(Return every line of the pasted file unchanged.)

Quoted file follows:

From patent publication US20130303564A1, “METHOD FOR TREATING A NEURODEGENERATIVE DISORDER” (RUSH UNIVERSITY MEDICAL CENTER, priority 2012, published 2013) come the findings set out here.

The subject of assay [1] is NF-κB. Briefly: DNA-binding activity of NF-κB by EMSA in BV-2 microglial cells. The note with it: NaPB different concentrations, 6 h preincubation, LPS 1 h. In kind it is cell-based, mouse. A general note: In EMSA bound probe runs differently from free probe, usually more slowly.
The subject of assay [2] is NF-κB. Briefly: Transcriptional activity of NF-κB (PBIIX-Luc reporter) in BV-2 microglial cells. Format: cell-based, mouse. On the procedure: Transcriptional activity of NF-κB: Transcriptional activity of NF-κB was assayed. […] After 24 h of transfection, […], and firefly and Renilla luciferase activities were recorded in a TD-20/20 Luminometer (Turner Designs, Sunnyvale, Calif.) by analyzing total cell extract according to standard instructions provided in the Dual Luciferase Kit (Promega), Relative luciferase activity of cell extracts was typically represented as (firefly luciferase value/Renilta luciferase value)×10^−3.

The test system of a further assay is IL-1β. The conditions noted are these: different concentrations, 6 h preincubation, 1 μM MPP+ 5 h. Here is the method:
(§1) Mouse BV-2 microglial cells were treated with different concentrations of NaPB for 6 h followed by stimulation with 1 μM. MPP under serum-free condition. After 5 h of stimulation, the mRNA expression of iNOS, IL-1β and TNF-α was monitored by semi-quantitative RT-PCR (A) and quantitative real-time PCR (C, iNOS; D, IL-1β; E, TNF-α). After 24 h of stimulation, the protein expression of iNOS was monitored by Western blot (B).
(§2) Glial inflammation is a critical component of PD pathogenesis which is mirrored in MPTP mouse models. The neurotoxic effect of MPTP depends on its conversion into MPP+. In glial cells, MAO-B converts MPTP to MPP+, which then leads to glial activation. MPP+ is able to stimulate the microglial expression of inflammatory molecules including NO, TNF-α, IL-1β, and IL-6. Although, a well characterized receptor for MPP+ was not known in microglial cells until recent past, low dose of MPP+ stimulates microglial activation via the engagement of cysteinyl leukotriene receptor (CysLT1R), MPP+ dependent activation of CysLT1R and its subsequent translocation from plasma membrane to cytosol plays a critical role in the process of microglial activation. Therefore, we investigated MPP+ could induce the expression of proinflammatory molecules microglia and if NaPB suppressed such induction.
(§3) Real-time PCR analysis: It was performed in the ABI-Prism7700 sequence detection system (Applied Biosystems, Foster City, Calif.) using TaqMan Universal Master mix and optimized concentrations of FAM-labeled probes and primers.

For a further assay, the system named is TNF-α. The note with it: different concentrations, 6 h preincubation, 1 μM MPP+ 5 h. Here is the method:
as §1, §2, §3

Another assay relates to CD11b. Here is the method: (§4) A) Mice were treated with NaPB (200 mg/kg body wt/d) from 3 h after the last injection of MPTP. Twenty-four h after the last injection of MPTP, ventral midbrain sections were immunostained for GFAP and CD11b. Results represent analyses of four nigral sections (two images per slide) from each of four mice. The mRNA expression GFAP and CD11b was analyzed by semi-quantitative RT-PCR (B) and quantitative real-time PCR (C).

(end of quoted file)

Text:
From patent publication US20130303564A1, “METHOD FOR TREATING A NEURODEGENERATIVE DISORDER” (RUSH UNIVERSITY MEDICAL CENTER, priority 2012, published 2013) come the findings set out here.

The subject of assay [1] is NF-κB. Briefly: DNA-binding activity of NF-κB by EMSA in BV-2 microglial cells. The note with it: NaPB different concentrations, 6 h preincubation, LPS 1 h. In kind it is cell-based, mouse. A general note: In EMSA bound probe runs differently from free probe, usually more slowly.
The subject of assay [2] is NF-κB. Briefly: Transcriptional activity of NF-κB (PBIIX-Luc reporter) in BV-2 microglial cells. Format: cell-based, mouse. On the procedure: Transcriptional activity of NF-κB: Transcriptional activity of NF-κB was assayed. […] After 24 h of transfection, […], and firefly and Renilla luciferase activities were recorded in a TD-20/20 Luminometer (Turner Designs, Sunnyvale, Calif.) by analyzing total cell extract according to standard instructions provided in the Dual Luciferase Kit (Promega), Relative luciferase activity of cell extracts was typically represented as (firefly luciferase value/Renilta luciferase value)×10^−3.

The test system of a further assay is IL-1β. The conditions noted are these: different concentrations, 6 h preincubation, 1 μM MPP+ 5 h. Here is the method:
(§1) Mouse BV-2 microglial cells were treated with different concentrations of NaPB for 6 h followed by stimulation with 1 μM. MPP under serum-free condition. After 5 h of stimulation, the mRNA expression of iNOS, IL-1β and TNF-α was monitored by semi-quantitative RT-PCR (A) and quantitative real-time PCR (C, iNOS; D, IL-1β; E, TNF-α). After 24 h of stimulation, the protein expression of iNOS was monitored by Western blot (B).
(§2) Glial inflammation is a critical component of PD pathogenesis which is mirrored in MPTP mouse models. The neurotoxic effect of MPTP depends on its conversion into MPP+. In glial cells, MAO-B converts MPTP to MPP+, which then leads to glial activation. MPP+ is able to stimulate the microglial expression of inflammatory molecules including NO, TNF-α, IL-1β, and IL-6. Although, a well characterized receptor for MPP+ was not known in microglial cells until recent past, low dose of MPP+ stimulates microglial activation via the engagement of cysteinyl leukotriene receptor (CysLT1R), MPP+ dependent activation of CysLT1R and its subsequent translocation from plasma membrane to cytosol plays a critical role in the process of microglial activation. Therefore, we investigated MPP+ could induce the expression of proinflammatory molecules microglia and if NaPB suppressed such induction.
(§3) Real-time PCR analysis: It was performed in the ABI-Prism7700 sequence detection system (Applied Biosystems, Foster City, Calif.) using TaqMan Universal Master mix and optimized concentrations of FAM-labeled probes and primers.

For a further assay, the system named is TNF-α. The note with it: different concentrations, 6 h preincubation, 1 μM MPP+ 5 h. Here is the method:
as §1, §2, §3

Another assay relates to CD11b. Here is the method: (§4) A) Mice were treated with NaPB (200 mg/kg body wt/d) from 3 h after the last injection of MPTP. Twenty-four h after the last injection of MPTP, ventral midbrain sections were immunostained for GFAP and CD11b. Results represent analyses of four nigral sections (two images per slide) from each of four mice. The mRNA expression GFAP and CD11b was analyzed by semi-quantitative RT-PCR (B) and quantitative real-time PCR (C).